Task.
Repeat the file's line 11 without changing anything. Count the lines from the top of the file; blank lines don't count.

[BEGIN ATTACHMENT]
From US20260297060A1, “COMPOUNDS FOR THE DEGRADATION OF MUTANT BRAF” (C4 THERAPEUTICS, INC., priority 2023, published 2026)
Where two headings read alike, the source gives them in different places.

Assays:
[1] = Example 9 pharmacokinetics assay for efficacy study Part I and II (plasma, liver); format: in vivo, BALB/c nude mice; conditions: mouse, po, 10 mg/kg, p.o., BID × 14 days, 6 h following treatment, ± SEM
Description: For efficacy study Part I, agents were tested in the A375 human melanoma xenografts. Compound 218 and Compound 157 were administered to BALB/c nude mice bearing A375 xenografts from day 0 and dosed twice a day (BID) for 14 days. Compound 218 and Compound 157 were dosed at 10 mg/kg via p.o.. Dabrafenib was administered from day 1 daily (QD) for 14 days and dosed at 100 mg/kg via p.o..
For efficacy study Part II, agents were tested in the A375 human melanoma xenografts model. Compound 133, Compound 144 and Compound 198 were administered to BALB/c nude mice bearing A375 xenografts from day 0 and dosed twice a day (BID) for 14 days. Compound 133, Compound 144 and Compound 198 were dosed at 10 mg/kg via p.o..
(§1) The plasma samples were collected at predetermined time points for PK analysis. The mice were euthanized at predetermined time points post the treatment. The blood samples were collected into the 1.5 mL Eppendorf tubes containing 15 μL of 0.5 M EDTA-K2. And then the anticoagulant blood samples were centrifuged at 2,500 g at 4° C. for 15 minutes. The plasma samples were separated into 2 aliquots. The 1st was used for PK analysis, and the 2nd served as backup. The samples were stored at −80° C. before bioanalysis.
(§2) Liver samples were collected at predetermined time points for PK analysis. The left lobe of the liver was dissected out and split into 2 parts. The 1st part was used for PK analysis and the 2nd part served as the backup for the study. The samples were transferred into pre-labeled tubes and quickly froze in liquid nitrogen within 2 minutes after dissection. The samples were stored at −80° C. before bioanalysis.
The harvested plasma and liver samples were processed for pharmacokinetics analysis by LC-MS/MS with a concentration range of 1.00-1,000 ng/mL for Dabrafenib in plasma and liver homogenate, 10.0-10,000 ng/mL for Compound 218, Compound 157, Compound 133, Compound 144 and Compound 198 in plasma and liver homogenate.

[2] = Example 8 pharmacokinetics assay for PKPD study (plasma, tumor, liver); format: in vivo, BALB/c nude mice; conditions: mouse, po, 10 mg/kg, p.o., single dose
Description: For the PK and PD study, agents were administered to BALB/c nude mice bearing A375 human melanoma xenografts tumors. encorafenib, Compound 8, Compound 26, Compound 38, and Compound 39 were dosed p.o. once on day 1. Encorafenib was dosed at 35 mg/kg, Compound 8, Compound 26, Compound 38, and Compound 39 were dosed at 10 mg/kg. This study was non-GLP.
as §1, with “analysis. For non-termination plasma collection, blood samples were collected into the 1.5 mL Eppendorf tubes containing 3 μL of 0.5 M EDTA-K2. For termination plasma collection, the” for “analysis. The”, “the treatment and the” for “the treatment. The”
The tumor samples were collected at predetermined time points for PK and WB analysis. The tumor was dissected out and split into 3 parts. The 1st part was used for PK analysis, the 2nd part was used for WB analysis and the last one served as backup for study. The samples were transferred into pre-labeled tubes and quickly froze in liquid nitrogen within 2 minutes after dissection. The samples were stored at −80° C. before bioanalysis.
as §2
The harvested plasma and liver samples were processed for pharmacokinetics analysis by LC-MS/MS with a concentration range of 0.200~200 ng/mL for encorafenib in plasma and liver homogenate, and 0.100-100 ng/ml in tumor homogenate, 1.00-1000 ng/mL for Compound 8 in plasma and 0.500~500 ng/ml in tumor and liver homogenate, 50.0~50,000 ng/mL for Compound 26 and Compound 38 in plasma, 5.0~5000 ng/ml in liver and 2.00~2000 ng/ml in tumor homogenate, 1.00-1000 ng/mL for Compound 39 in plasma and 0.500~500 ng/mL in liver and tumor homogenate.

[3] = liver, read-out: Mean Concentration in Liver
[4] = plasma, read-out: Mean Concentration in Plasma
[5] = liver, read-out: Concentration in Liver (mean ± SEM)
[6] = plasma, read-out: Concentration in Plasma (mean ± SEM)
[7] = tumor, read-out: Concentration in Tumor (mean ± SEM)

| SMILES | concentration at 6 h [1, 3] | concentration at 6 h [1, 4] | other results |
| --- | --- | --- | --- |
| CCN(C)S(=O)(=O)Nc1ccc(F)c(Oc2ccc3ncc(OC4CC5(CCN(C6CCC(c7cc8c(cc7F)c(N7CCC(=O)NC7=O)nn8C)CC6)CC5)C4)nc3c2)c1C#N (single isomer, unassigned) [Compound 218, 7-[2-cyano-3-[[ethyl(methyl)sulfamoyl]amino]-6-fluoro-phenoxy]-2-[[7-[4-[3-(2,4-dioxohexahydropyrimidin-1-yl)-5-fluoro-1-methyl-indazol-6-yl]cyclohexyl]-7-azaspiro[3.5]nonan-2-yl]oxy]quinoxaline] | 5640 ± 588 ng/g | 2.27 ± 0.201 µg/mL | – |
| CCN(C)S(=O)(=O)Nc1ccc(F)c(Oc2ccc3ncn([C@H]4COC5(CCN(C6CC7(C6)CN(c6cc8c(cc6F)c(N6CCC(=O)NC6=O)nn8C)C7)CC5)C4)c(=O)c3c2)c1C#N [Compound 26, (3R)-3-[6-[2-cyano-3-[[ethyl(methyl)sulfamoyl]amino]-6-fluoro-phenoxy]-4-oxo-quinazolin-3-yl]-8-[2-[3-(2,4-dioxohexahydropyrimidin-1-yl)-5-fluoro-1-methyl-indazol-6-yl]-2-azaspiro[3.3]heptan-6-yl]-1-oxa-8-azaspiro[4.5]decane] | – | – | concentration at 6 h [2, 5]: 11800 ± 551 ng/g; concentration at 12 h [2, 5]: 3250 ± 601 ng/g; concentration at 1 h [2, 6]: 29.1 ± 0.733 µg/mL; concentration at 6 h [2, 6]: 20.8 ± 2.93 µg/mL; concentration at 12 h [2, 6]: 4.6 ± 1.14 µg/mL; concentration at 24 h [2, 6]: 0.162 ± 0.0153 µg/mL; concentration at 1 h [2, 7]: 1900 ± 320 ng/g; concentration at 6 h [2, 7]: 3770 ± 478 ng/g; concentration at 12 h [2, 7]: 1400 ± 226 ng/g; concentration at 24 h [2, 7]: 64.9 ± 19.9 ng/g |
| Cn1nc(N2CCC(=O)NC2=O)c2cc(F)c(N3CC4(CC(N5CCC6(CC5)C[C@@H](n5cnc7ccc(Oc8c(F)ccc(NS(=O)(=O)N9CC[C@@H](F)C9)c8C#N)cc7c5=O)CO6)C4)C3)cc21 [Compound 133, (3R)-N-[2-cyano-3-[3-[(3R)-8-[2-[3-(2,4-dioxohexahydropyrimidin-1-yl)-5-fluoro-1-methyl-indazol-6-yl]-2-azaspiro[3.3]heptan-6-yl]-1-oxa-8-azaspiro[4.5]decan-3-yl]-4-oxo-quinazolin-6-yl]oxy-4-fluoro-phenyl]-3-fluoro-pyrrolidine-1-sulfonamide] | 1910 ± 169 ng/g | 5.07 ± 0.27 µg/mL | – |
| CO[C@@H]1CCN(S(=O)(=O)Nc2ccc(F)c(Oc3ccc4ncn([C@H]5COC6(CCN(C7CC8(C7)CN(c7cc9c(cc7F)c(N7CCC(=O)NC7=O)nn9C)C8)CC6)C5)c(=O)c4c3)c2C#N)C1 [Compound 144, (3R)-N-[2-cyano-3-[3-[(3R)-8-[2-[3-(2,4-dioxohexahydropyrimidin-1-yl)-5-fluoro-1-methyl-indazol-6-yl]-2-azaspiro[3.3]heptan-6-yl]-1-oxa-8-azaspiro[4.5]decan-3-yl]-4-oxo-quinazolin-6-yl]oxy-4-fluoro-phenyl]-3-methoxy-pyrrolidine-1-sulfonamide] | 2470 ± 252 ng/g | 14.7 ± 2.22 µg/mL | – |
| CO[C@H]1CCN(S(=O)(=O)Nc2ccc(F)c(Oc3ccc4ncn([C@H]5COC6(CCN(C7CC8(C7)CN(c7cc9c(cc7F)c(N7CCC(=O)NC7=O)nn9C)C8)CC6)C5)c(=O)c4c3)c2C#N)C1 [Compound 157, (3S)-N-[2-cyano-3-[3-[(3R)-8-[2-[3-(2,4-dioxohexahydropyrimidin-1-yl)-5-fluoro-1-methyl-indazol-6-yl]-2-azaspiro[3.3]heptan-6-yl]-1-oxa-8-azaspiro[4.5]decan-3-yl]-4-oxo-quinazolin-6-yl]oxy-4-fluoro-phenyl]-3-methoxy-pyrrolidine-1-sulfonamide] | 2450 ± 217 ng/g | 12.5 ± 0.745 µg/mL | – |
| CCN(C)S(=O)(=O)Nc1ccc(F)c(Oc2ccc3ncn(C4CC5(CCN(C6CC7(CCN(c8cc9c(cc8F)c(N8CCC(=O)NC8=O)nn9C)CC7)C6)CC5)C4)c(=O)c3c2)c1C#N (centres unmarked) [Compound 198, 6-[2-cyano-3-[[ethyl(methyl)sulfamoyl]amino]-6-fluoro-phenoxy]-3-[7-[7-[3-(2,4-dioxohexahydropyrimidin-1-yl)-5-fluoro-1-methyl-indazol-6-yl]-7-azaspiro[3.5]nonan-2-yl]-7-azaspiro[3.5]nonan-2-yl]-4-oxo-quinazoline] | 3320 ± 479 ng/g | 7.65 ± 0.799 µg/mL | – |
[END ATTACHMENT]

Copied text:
Description: For the PK and PD study, agents were administered to BALB/c nude mice bearing A375 human melanoma xenografts tumors. encorafenib, Compound 8, Compound 26, Compound 38, and Compound 39 were dosed p.o. once on day 1. Encorafenib was dosed at 35 mg/kg, Compound 8, Compound 26, Compound 38, and Compound 39 were dosed at 10 mg/kg. This study was non-GLP.